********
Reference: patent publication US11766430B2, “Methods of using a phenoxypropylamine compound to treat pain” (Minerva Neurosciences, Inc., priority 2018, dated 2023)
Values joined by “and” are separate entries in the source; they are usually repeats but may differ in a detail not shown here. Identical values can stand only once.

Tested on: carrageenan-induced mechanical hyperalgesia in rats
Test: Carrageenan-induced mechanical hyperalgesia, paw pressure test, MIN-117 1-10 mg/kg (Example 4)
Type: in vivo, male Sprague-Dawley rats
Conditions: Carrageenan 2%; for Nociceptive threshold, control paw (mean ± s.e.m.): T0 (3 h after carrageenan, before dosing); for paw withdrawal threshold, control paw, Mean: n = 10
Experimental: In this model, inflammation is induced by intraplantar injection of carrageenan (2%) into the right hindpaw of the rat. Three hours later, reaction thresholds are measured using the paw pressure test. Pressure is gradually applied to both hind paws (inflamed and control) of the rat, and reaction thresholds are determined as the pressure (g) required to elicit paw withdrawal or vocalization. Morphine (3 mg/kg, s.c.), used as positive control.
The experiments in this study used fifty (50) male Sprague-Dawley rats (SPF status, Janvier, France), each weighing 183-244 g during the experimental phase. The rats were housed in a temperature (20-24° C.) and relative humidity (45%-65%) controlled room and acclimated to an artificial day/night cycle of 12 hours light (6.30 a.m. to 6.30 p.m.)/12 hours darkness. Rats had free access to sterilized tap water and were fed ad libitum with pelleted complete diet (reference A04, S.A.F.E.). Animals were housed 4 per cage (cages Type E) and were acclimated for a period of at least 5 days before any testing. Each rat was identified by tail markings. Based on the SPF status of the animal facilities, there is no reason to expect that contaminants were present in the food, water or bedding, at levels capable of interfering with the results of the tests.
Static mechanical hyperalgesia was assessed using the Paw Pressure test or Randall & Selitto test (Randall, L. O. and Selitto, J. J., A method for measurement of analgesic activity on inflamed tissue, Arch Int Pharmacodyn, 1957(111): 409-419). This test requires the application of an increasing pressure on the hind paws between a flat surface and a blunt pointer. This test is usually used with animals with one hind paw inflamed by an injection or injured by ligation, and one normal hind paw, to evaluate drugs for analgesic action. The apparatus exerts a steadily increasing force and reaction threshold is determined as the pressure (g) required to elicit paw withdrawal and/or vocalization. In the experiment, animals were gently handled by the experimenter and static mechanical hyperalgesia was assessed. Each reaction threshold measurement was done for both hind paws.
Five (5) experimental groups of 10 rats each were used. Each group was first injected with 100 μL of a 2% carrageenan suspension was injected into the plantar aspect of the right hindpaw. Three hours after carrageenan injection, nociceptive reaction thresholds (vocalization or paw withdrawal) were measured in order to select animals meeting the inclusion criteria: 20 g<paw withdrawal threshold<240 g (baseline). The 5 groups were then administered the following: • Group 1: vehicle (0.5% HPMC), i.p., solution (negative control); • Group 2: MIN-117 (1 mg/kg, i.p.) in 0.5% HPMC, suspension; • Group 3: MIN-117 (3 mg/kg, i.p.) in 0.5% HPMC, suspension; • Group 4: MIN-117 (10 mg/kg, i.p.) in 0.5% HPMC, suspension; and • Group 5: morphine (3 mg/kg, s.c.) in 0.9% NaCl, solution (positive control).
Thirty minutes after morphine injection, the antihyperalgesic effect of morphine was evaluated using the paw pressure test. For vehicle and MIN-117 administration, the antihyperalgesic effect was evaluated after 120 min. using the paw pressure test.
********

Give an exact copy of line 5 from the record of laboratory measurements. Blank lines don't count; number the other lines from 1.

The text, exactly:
Type: in vivo, male Sprague-Dawley rats